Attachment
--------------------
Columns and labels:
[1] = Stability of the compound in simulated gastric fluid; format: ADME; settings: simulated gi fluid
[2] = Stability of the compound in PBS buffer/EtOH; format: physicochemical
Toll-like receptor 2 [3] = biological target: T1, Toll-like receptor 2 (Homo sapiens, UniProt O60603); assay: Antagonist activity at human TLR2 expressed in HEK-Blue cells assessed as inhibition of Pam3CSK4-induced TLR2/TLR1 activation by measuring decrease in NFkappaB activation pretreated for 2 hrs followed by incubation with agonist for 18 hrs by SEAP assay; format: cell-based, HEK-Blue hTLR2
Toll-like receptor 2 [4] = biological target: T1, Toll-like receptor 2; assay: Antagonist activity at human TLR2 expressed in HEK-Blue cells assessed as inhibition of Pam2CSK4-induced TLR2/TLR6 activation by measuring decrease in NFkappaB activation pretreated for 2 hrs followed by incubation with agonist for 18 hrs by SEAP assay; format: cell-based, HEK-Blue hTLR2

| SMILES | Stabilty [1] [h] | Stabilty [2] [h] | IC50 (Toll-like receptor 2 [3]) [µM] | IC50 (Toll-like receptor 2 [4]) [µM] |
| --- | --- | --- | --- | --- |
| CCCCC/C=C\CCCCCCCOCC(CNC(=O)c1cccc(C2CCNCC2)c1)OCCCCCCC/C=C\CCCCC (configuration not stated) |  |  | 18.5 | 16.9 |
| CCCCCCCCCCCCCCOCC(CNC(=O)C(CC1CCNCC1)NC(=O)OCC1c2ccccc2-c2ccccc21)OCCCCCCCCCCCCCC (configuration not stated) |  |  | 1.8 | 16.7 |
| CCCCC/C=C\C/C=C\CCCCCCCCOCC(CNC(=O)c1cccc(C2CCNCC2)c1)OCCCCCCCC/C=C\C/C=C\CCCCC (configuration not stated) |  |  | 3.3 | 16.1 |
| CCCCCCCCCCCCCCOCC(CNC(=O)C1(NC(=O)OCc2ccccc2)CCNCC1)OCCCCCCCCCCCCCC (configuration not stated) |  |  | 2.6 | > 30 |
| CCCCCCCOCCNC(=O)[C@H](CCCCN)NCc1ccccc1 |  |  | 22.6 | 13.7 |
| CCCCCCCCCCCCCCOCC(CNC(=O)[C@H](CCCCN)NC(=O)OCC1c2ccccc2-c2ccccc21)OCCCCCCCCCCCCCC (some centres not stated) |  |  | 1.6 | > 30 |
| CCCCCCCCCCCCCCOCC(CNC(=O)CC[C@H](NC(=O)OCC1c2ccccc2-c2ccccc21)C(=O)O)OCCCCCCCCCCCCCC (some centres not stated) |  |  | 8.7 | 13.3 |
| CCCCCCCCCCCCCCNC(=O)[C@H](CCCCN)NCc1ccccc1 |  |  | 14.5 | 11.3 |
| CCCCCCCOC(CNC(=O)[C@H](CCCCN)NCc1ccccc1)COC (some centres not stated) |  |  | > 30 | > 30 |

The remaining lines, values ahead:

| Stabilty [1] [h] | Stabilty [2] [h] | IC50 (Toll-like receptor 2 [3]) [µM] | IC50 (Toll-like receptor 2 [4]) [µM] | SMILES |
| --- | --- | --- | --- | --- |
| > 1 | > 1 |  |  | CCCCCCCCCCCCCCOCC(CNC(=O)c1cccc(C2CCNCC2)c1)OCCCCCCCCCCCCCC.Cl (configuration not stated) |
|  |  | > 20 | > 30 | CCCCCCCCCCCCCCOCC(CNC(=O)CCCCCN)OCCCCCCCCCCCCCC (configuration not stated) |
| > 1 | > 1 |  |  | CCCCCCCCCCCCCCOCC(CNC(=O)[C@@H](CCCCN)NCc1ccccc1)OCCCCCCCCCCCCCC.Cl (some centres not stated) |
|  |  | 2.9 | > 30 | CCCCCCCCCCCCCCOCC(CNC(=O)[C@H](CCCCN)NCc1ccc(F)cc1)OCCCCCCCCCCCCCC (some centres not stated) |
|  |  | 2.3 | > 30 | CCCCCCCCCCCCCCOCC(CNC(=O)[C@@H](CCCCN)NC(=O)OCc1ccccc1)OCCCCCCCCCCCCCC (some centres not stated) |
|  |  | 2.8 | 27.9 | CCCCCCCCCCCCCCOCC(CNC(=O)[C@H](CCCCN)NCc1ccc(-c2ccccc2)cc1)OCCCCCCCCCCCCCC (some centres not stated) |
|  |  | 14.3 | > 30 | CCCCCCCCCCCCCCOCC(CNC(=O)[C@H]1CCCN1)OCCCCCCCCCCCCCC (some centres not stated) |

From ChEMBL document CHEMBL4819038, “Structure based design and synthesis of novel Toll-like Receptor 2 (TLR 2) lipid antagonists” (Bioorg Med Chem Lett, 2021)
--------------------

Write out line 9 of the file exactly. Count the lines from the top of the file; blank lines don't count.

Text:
| CCCCCCCCCCCCCCOCC(CNC(=O)C(CC1CCNCC1)NC(=O)OCC1c2ccccc2-c2ccccc21)OCCCCCCCCCCCCCC (configuration not stated) |  |  | 1.8 | 16.7 |